October 22, 2016

30th Sunday - C


Knowing Self and Knowing God

Last week, we reviewed the four types of verbal prayer (prayer of adoration and thanksgiving, of petition, of intercession, and of contrition).

Today, the Gospel offers us an example of a sinner who knows how to pray a prayer of contrition.  The tax collector knows himself and trusts in God’s goodness and mercy.  Thus, he is able to humbly ask for forgiveness. 

The Pharisee, on the contrary, misses the chance to offer a prayer of thanksgiving.  He has done all the right things, at least according to his list.  But he gives credit all to himself instead of to God.  In fact, he brags and puts himself above “the rest of humanity.”  He really does not know himself, nor does he know God.  Therefore, he fails.  

30th Sunday - C (October 23, 2016)


October 15, 2016

29th Sunday - C


Prayer – More than Asking for Things and Favors

Sometimes, we limit our prayer to asking God for favors. 

There are non-verbal prayers (for example, meditation) and verbal prayers (which can be said out loud or silently).  Traditionally, verbal prayers are put into four categories.
1. Prayer of Adoration (praising God) and Thanksgiving
2. Prayer of Petition (asking for what we ourselves need)
3. Prayer of Intercession (asking for what others need)
4. Prayer of Contrition (asking for forgiveness) 

In the Gospel of Luke, which we listen to during this liturgical year, there are examples of all four types of verbal prayer. 

Last week, we learned from the Samaritan leper prayer of adoration and thanksgiving.  Once he was cured, he returned to Jesus, glorifying God in a loud voice; and he fell at the feet of Jesus and thanked him.”

Today, we have an example of prayer of petition.

Next week, we will learn from a tax collector how to pray for forgiveness.  

At other places in Luke’s Gospel, we also have examples of people who pray for others (for example, the centurion who asks Jesus to cure his sick servant in 7:1-10).

It is important to know that prayer is more than asking God for things and favors.

In addition, in Luke, Jesus teaches us the right attitude of prayer.

 Two weeks ago (27th Sunday), in Luke 17:5-10, using the image of the servant coming in from the field, and still expected to serve his master, Jesus told us of who we are and who God is, and that God does not owe us anything.  All that we have and all that we are come from God’s gracious love and generosity.  Humility and gratitude are essential in our prayer.

The week prior to that, with the parable of the rich man and poor Lazarus, we learned that prayer cannot be separated from charity and sensitivity to the needs of people around us. 

Today’s parable encourages us to pray with trust because God, who is the opposite of the wicked judge, will grant us what we need for our salvation and wellbeing. 

May the reflection on these Gospel passages help enrich our prayer life, and ultimately, deepen our relationship with God.

[1]  The classifications of these four categories of prayer may varied.  Sometimes, prayer of adoration and prayer of thanksgiving are separated, but prayer of petition and contrition are combined.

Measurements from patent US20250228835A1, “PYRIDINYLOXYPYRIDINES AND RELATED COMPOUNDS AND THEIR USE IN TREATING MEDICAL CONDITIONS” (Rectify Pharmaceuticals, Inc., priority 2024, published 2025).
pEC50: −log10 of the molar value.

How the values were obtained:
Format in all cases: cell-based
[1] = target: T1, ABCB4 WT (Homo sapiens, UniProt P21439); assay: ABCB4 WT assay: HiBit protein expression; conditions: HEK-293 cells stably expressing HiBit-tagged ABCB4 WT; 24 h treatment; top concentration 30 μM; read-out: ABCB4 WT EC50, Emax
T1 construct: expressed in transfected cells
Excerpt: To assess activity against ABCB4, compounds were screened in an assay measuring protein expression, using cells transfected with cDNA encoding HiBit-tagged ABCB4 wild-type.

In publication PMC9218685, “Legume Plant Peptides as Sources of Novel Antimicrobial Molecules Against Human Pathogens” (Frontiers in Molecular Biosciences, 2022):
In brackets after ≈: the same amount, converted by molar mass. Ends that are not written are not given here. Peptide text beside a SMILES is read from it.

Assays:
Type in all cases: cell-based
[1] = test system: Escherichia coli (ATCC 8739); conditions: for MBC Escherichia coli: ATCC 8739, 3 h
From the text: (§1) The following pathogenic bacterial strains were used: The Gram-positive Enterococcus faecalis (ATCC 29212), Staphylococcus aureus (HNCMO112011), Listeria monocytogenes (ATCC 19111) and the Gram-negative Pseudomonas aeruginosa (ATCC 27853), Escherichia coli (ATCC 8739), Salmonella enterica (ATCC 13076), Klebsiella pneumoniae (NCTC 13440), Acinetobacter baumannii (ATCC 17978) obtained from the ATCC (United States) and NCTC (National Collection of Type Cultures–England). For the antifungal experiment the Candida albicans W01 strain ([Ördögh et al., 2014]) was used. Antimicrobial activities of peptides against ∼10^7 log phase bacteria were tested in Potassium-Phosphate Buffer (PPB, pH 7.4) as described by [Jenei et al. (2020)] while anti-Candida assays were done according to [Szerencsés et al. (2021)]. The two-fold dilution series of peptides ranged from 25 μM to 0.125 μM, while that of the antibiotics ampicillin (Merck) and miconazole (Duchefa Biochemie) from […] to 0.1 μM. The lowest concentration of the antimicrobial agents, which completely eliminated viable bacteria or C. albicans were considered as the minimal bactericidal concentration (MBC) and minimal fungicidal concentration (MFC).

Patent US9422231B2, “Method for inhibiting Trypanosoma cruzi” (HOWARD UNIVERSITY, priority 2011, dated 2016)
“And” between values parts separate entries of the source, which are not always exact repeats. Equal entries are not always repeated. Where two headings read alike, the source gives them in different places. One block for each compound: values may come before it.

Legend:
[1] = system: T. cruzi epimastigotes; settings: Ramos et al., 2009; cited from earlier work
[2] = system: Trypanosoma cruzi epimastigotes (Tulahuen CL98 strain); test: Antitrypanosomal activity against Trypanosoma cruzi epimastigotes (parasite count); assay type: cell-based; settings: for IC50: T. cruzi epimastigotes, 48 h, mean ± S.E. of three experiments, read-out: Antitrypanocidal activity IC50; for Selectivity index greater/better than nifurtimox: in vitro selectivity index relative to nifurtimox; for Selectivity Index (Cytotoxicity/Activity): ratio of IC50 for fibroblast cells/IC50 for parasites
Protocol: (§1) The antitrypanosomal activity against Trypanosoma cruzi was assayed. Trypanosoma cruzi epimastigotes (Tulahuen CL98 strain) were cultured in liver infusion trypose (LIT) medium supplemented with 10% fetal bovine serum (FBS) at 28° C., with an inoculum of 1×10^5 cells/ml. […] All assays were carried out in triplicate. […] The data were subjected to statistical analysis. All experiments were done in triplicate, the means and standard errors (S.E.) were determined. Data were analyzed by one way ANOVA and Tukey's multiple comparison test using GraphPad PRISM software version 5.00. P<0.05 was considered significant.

29th Sunday - C (October 16, 2016)


October 9, 2016

28th Sunday - C


What a Reputation.

With the religious leaders of the people, Jesus has the reputation of a trouble maker.

With the people, however, Jesus is known for his teaching with authority (Luke 4:32) and a miracle worker (4:23).

Moreover, the lepers in this Gospel passage of Luke 17:11-19 must have heard of Jesus’ reputation of compassion for the outcasts of society.  Otherwise, they would not have dared to break the law and come near him.  Not only have they heard of his mighty power of healing, they must have heard and believed that he cares for them.  The Samaritan man, recognizing that he has been healed, even goes as far as touching Jesus’ feet as a gesture of humble gratitude.  He knows he would not be rejected. 

His confidence challenges me to trust in Jesus’ mercy and compassion for me, a sinner.

Then, Jesus proclaims God’s mercy by his words, actions, and attitudes.  And that is his reputation.

What reputation do I have as a child of God?  A good question to ask during this Jubilee Year of Mercy.

28th Sunday - C (October 9, 2016)


October 1, 2016

27th Sunday - C


“Lord, Increase Our Faith”

In Chapter 16 of his gospel, Luke records a number of challenging teachings from Jesus.   He warns the Pharisees for putting their reputation and human esteem before God.  He affirms the validity of the law, that ““It is easier for heaven and earth to pass away than for the smallest part of a letter of the law to become invalid.”  He assures the validity of marriage and equates divorce and remarriage with adultery.  He also teaches the two parables of the cunning steward and the rich man and Lazarus, which we listened to these past two Sundays. 

Then, Chapter 17 begins with Jesus’ condemnation of those who “cause one of the little ones to sin.”  He also demands that his followers forgive one another even to seven times a day.

After hearing all these challenging and demanding teachings, the Apostles implore the Lord, “Increase our faith.” [1]

The way of Jesus is not easy.

Have I come to realize that I cannot follow the way of Jesus by my own efforts? 

Think of the time in your life that, like the Apostles, you felt the need to ask God to increase your faith. 

[1] http://www.progressiveinvolvement.com